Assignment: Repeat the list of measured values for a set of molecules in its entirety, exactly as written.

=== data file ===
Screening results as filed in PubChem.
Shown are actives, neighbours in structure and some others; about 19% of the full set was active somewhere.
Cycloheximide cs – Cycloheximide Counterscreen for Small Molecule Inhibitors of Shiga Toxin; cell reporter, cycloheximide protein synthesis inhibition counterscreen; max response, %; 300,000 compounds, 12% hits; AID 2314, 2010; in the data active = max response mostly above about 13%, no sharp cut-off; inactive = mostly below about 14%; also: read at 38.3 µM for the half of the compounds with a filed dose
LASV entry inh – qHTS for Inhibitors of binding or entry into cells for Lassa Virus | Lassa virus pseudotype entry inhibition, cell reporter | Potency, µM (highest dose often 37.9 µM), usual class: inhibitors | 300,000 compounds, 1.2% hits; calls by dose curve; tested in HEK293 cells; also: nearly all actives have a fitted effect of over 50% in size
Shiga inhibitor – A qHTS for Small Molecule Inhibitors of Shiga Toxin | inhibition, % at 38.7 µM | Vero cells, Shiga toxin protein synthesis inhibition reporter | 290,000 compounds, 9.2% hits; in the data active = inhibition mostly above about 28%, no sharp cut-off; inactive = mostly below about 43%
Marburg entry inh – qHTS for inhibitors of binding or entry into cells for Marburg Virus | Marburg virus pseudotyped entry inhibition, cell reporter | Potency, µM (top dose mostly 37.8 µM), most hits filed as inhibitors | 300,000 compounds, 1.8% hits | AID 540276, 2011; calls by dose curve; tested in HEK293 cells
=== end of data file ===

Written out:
Screening results as filed in PubChem.
Shown are actives, neighbours in structure and some others; about 19% of the full set was active somewhere.
Cycloheximide cs – Cycloheximide Counterscreen for Small Molecule Inhibitors of Shiga Toxin; cell reporter, cycloheximide protein synthesis inhibition counterscreen; max response, %; 300,000 compounds, 12% hits; AID 2314, 2010; in the data active = max response mostly above about 13%, no sharp cut-off; inactive = mostly below about 14%; also: read at 38.3 µM for the half of the compounds with a filed dose
LASV entry inh – qHTS for Inhibitors of binding or entry into cells for Lassa Virus | Lassa virus pseudotype entry inhibition, cell reporter | Potency, µM (highest dose often 37.9 µM), usual class: inhibitors | 300,000 compounds, 1.2% hits; calls by dose curve; tested in HEK293 cells; also: nearly all actives have a fitted effect of over 50% in size
Shiga inhibitor – A qHTS for Small Molecule Inhibitors of Shiga Toxin | inhibition, % at 38.7 µM | Vero cells, Shiga toxin protein synthesis inhibition reporter | 290,000 compounds, 9.2% hits; in the data active = inhibition mostly above about 28%, no sharp cut-off; inactive = mostly below about 43%
Marburg entry inh – qHTS for inhibitors of binding or entry into cells for Marburg Virus | Marburg virus pseudotyped entry inhibition, cell reporter | Potency, µM (top dose mostly 37.8 µM), most hits filed as inhibitors | 300,000 compounds, 1.8% hits | AID 540276, 2011; calls by dose curve; tested in HEK293 cells